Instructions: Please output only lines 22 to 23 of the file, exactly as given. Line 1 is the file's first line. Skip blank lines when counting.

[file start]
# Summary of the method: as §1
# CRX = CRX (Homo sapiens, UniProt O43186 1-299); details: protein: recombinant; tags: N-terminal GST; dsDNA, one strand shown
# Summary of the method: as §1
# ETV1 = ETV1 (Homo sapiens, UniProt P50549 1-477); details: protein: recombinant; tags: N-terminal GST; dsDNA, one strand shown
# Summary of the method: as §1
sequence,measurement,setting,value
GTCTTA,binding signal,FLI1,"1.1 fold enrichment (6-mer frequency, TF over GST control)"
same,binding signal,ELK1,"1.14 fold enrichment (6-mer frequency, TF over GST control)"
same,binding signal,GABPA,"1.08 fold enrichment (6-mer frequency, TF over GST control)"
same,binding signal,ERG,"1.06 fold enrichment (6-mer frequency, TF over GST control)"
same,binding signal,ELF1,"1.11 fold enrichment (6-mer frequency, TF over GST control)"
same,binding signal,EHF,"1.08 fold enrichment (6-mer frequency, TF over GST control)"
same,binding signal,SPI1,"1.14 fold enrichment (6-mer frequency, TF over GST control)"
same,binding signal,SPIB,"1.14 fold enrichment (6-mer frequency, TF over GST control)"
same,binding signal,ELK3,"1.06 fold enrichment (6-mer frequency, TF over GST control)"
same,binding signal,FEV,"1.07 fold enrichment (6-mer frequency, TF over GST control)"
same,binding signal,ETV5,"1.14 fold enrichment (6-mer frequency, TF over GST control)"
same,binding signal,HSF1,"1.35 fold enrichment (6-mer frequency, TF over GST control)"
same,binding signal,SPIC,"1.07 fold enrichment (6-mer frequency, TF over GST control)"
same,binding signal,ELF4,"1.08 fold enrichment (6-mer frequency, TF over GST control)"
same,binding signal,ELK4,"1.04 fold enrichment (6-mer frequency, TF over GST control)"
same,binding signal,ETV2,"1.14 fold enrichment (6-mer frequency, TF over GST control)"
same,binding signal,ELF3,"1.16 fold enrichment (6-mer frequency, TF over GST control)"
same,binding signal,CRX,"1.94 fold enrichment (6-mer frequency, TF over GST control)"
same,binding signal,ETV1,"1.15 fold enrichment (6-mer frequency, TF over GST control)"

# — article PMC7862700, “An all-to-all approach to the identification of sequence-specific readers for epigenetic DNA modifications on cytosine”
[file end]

same,binding signal,ETV2,"1.14 fold enrichment (6-mer frequency, TF over GST control)"
same,binding signal,ELF3,"1.16 fold enrichment (6-mer frequency, TF over GST control)"